The suit was filed by Amy and Joshua Reinert and is the first to be filed since the salmonella outbreak was announced. The couple's daughter, Isabelle, was only 19 months old when she became sick in August after allegedly eating a pot pie. According to the suit, the young girl suffered a seizure, lost consciousness and was taken to the hospital where she was given IV antibiotics and IV fluids. She also suffered diarrhea for almost six weeks after eating the pot pie.
The couple is represented by William Marler of the law firm Marler Clark, who also represented victims affected by the recent peanut butter salmonella outbreak. In announcing the lawsuit, Marler noted that ConAgra knew about the outbreak on October 9, but did not ask stores to pull the pot pies off shelves until October 11, putting many more children at risk of salmonella poisoning.
ConAgra Foods Inc, a parent company of Banquet, makes Banquet Turkey and Chicken Pot Pies. ConAgra has voluntarily stopped producing the pot pies at the Missouri plant but has issued a statement saying that the pies are safe if cooked properly.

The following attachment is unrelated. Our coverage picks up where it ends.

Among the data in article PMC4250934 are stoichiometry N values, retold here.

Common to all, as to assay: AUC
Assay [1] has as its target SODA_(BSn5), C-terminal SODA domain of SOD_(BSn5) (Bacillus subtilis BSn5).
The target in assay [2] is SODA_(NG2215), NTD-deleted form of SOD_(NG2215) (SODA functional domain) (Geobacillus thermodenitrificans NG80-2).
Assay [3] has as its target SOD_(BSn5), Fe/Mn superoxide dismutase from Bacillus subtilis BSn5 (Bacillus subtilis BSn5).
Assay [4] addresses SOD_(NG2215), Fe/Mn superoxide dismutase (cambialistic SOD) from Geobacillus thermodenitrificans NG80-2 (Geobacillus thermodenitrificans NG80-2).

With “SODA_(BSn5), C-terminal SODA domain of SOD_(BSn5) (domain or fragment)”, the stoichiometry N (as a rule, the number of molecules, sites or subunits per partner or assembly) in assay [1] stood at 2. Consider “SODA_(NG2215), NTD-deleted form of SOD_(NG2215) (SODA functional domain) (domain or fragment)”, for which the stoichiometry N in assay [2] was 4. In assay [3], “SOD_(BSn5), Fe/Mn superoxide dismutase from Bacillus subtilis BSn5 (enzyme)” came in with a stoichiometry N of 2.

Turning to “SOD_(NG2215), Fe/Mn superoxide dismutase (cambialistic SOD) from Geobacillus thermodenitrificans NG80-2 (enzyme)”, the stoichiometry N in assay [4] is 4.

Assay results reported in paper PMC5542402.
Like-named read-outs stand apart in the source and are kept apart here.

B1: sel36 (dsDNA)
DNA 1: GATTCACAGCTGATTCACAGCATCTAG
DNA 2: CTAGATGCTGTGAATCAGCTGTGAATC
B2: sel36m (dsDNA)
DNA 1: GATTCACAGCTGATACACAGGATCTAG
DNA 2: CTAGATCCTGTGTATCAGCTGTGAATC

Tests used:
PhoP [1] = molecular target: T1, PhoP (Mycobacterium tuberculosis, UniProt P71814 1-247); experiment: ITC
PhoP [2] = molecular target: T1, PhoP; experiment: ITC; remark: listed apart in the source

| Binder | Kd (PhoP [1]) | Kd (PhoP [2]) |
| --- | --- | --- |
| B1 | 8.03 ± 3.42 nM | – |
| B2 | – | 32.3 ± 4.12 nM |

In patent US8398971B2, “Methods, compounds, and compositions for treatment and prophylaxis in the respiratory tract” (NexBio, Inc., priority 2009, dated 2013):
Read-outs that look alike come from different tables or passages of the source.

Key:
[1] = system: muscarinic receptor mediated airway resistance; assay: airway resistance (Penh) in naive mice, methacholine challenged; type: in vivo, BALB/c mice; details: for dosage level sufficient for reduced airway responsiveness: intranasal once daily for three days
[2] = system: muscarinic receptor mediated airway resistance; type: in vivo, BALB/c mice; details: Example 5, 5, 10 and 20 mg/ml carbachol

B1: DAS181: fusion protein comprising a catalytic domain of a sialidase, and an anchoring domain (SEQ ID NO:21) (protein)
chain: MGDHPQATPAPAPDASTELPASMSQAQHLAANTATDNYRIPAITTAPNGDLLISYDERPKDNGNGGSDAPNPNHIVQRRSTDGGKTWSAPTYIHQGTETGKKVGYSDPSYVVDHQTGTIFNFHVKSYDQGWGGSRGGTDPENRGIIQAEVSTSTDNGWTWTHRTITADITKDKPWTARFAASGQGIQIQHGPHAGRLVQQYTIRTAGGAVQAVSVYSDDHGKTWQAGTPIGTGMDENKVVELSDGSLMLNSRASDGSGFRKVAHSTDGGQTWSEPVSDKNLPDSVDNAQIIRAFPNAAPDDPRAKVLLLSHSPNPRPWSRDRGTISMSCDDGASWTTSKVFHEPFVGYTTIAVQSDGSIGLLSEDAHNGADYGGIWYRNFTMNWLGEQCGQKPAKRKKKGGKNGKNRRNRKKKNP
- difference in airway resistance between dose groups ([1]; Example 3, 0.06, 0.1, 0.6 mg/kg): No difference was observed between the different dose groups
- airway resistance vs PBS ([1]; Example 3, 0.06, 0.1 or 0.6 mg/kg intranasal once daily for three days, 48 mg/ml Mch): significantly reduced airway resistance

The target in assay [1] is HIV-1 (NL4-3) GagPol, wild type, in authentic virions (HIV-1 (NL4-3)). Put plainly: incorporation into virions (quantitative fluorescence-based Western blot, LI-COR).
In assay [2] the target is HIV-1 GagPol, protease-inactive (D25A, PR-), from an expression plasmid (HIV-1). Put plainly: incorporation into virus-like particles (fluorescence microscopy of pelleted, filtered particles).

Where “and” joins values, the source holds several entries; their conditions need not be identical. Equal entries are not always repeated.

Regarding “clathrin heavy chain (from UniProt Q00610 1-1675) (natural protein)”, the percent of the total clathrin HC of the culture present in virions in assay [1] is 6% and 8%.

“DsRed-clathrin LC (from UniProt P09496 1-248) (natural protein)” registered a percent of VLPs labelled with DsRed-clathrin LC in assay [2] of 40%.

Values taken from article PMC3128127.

READ MORE LEGAL NEWSConsumers who have Banquet poultry pot pies with the printed code number beginning with "5009" and ending in "P9" or "Est 1059" on the side of the box should not eat those pies as they may be contaminated with salmonella. Generic brands that have a printed code ending in "P9" or "Est 1059" should also not be eaten. Generic store brands include Hill Country Fare (sold at HEB), Food Lion (sold at Food Lion), Great Value (sold at Wal-Mart), Kirkwood (sold at Aldi), Kroger (sold at Kroger), and Meijer (sold at Meijer).
So far, 152 illnesses in 31 states related to the pot pies have been reported to the Centers for Disease Control and Prevention with at least 20 people requiring hospitalization to treat the salmonella. However, the actual number of cases of salmonella poisoning is likely much higher because many people never see a doctor about their symptoms, so the illness goes unreported.
An investigation into the pot pies began on October 5, after several states reported cases of salmonella illness. According to the Centers for Disease Control, the pot pie contamination has been traced back to January 1, 2007.